On Friday, May 10, trade talks between the US and China were abruptly halted with the imposition of $200 billion USD of tariffs on Chinese goods. The Chinese retaliated a week later by imposing 60 billion USD of tariffs on US goods. This marked a turning point in the prolonged trade war between the two countries.
Trade with China has been a key issue raised by the Trump administration, since his campaign when he made bringing back jobs lost to China and balancing the US-China trade deficit a cornerstone of his platform. The US tariffs present a 15 percentage point hike on existing tariffs, increasing from 10 percent to 25 percent.
While the purported purpose of the American tariff hike is to damage the Chinese position in the ongoing trade talks between the US and China, the brunt of the tariff’s effect will be felt by American consumers who will pay more for Chinese-made products. One study from the economic research group Trade Partnership found that the tariffs could cost an average family of four $767 USD a year. In fact, the higher prices could erase any gains from the 2017 tax cuts for average Americans. The effect of the tariffs “will increasingly weigh on middle and low-income families’ purchasing power,” explains Oxford Economics’ Gregory Daco.
Not only will American consumers feel the burden of the trade war with China, but it could stymie American economic growth overall. Oxford Economics found that a trade war could reduce US growth by 0.1 percent this year. Bank of America reported that almost 50% of consumers they surveyed said they had reduced their spending due to “market and political events.” Diminished spending power in the hands of the average American consumer, coupled with worrying trends in the stock market, could have a serious impact on economic growth in the United States.
Nowhere has effect of Trump’s announcement of the tariff hike has been seen more clearly than the American stock market. On Monday May 13, the US stock market plummeted, “the Dow dived 511 points, or nearly 2% with the broader S&P 500 and tech-heavy Nasdaq sinking more than 2%.” In real numbers, global markets lost more than $1 trillion USD in value. This was the worst day for US stocks in four months. If the trade war between the US and China worsens, as many experts believe it may, the markets may face even more upheaval before they recover.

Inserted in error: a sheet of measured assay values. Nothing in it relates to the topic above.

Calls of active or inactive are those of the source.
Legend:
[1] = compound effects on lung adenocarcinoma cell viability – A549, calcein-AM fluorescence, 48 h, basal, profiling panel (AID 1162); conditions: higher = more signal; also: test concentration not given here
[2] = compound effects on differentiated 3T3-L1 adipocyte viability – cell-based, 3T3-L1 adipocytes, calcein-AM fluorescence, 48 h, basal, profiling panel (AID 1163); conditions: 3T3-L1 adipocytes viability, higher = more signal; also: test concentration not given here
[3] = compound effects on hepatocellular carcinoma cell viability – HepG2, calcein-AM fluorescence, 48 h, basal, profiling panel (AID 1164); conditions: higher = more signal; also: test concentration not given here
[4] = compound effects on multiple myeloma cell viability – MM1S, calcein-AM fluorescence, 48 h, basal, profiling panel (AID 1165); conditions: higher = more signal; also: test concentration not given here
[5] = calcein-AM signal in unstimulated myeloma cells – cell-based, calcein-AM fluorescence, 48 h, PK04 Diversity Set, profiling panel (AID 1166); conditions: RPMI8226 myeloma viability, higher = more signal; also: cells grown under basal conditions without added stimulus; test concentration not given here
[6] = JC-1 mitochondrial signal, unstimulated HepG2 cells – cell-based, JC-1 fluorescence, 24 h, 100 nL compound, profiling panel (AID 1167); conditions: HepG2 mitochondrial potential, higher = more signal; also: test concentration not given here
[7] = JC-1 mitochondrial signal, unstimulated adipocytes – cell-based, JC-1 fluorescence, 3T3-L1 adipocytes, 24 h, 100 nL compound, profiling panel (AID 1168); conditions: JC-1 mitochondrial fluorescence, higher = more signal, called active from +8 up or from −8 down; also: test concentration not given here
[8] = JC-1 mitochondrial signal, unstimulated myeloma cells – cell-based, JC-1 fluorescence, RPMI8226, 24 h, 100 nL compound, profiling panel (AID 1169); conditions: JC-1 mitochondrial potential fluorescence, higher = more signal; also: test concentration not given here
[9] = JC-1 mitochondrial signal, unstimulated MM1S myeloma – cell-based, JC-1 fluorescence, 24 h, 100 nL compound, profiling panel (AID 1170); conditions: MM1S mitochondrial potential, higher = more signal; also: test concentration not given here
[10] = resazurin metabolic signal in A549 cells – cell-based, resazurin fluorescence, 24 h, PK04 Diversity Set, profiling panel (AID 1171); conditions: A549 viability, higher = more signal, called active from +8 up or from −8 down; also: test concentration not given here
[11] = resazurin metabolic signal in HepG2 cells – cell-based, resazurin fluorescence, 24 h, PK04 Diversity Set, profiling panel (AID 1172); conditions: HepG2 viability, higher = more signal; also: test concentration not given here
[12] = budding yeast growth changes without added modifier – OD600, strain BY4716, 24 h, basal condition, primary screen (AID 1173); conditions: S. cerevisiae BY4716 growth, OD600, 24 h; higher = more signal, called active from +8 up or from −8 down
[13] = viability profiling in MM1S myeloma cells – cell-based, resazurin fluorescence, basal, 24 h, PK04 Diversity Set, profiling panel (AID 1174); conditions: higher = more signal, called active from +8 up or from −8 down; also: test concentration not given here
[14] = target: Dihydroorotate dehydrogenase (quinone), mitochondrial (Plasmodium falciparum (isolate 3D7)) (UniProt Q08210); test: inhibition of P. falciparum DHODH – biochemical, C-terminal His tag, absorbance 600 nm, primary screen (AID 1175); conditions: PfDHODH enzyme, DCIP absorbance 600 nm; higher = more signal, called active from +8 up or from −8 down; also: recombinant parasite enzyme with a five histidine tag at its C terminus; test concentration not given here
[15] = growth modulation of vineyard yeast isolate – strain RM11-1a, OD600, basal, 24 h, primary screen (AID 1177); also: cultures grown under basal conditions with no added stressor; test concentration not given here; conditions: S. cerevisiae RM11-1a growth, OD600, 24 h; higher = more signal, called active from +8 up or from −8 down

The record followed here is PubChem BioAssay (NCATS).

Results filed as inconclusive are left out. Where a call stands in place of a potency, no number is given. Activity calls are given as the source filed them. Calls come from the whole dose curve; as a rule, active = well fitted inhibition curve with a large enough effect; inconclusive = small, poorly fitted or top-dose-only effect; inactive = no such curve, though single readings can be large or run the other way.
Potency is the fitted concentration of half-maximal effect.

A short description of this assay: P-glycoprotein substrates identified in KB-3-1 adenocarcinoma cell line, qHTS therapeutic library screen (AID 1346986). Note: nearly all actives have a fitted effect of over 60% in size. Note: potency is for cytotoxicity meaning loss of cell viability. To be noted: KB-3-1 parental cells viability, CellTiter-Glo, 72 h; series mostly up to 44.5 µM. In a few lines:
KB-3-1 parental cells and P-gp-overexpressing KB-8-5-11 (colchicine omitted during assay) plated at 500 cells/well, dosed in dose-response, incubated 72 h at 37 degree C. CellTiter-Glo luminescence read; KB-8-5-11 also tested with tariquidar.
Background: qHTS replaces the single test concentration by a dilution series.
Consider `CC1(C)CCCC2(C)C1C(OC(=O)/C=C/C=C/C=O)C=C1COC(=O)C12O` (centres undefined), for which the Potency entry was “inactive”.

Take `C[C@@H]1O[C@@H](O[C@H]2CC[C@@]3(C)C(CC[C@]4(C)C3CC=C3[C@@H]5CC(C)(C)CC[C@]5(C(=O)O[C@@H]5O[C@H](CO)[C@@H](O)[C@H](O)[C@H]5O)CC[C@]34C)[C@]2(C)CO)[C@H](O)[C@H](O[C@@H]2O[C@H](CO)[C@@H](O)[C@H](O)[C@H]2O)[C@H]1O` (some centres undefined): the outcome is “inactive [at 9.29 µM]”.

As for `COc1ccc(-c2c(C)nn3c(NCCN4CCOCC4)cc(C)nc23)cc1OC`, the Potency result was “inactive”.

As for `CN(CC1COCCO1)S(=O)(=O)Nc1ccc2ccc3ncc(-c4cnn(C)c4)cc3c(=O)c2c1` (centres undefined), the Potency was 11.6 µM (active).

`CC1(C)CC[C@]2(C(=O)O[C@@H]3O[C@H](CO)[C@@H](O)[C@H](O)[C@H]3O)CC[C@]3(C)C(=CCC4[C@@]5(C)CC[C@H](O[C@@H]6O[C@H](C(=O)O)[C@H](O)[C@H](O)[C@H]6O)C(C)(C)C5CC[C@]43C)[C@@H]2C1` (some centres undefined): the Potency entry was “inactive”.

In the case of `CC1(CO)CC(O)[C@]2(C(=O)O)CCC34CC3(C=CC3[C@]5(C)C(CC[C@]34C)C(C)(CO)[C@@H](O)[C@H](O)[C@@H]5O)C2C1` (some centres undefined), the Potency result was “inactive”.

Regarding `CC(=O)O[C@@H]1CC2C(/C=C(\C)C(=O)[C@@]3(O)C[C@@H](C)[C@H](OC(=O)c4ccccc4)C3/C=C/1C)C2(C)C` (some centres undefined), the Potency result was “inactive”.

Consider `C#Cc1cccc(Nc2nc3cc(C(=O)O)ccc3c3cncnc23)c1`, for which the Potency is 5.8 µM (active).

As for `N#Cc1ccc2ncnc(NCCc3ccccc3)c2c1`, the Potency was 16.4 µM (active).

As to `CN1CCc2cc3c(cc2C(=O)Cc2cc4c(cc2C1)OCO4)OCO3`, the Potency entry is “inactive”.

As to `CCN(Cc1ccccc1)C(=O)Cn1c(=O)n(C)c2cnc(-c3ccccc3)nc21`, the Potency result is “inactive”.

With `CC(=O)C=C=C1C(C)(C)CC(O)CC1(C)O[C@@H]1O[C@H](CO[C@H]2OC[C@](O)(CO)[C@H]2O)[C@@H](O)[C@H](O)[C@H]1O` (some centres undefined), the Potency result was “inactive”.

Throughout it all, Trump has insisted that the real victim of the hike in tariffs will be China. There are several indicators that China is feeling the pain from the trade war with the US. Goods exported to the US, “which account for roughly 20 percent of China’s foreign shipments, have declined $26 billion over the last six months, according to High Frequency Economics.” Also, if Trump’s proposed 25 percent tariff on an additional $325 billion in Chinese goods comes to pass, China’s GDP could be reduced by almost 1 percent according to UBS, a Swiss investment banking company.
However, China wouldn’t be the only one hurt by these additional proposed tariffs. Freya Beamish of Pantheon Macroeconomics explained in a report that “a further 25% US tariff on $300 [billion] worth of goods would make global trade burn in a way that only ‘Game of Thrones’ watchers could understand.” Reduced economic growth and the unfriendly Trump administration has had a serious impact on China’s influence in Washington. Many American companies once eager to do business in China have turned to other growing markets. The plethora of restrictions on foreign businesses in China as well as rising costs of production have frustrated American companies and Trump’s tariffs have been the last straw. With this loss of business has come a loss of influence in American politics, with politicians on both sides of the aisle favoring “a tougher stance against Beijing.”
Economics are not the only thing at play in this trade war. One specific move by the White House was restricting the Chinese telecommunication giant Huawei from doing business in the US. Trump cited national security risks in an executive order on May 15 that banned US phone carriers from using technology made by “foreign adversaries.” This could seriously hurt Huawei, which depends on US manufactured chips and marks an escalation in the ongoing battle between China and the US over 5G networks, which are seen as the next step in technological advancement. Specifically, American lawmakers worry about the use of 5G for espionage by Beijing. If 5G networks are built by Chinese companies like Huawei, the Pentagon has warned that they might exert too much control over the networks, intercept secure messages for the Chinese, or shutdown the networks during conflict at the order of the Chinese government, “disrupting American infrastructure as diverse as gas pipelines and cellphone networks,” because Chinese law “requires that the country’s firms obey instructions from the nation’s Ministry of State Security.”
Effects of the trade war will be felt by both the US and China and with trade talks suspended, it’s unclear when and if a resolution will be found. Though Trump insists that China will be devastated by the tariff hikes and give in to a US-friendly trade agreement, it is important to consider that China is playing the long game. No matter the losses that must be taken in the short term, China is unlikely to settle for an agreement that hurts its long-term goals. David Jacobson, a visiting professor of global business strategy at Tsinghua University in Beijing, explains“the Chinese say, ‘We can eat grass for a year- we’re not going to be bullied into something that’s not good for us.”
Edited by Jillian Giberson.
The opinions expressed in this article are solely those of the author and they do not reflect the position of the McGill Journal of Political Studies or the Political Science Students’ Association.
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